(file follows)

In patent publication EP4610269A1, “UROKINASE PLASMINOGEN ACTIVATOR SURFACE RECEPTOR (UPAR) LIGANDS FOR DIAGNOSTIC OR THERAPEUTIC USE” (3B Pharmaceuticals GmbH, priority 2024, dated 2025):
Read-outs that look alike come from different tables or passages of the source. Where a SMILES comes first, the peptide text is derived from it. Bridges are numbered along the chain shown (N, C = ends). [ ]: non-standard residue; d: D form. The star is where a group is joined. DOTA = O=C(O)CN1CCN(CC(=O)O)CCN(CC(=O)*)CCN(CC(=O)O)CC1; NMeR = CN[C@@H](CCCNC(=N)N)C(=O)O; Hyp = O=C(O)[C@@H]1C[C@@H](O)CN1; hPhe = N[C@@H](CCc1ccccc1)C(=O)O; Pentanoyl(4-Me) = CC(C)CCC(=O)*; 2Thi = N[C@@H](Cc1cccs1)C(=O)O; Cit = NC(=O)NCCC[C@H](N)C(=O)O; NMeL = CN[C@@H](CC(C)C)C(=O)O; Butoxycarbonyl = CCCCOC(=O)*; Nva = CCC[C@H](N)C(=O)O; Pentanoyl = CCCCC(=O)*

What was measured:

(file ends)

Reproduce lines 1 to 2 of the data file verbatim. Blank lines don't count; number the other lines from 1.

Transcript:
In patent publication EP4610269A1, “UROKINASE PLASMINOGEN ACTIVATOR SURFACE RECEPTOR (UPAR) LIGANDS FOR DIAGNOSTIC OR THERAPEUTIC USE” (3B Pharmaceuticals GmbH, priority 2024, dated 2025):
Read-outs that look alike come from different tables or passages of the source. Where a SMILES comes first, the peptide text is derived from it. Bridges are numbered along the chain shown (N, C = ends). [ ]: non-standard residue; d: D form. The star is where a group is joined. DOTA = O=C(O)CN1CCN(CC(=O)O)CCN(CC(=O)*)CCN(CC(=O)O)CC1; NMeR = CN[C@@H](CCCNC(=N)N)C(=O)O; Hyp = O=C(O)[C@@H]1C[C@@H](O)CN1; hPhe = N[C@@H](CCc1ccccc1)C(=O)O; Pentanoyl(4-Me) = CC(C)CCC(=O)*; 2Thi = N[C@@H](Cc1cccs1)C(=O)O; Cit = NC(=O)NCCC[C@H](N)C(=O)O; NMeL = CN[C@@H](CC(C)C)C(=O)O; Butoxycarbonyl = CCCCOC(=O)*; Nva = CCC[C@H](N)C(=O)O; Pentanoyl = CCCCC(=O)*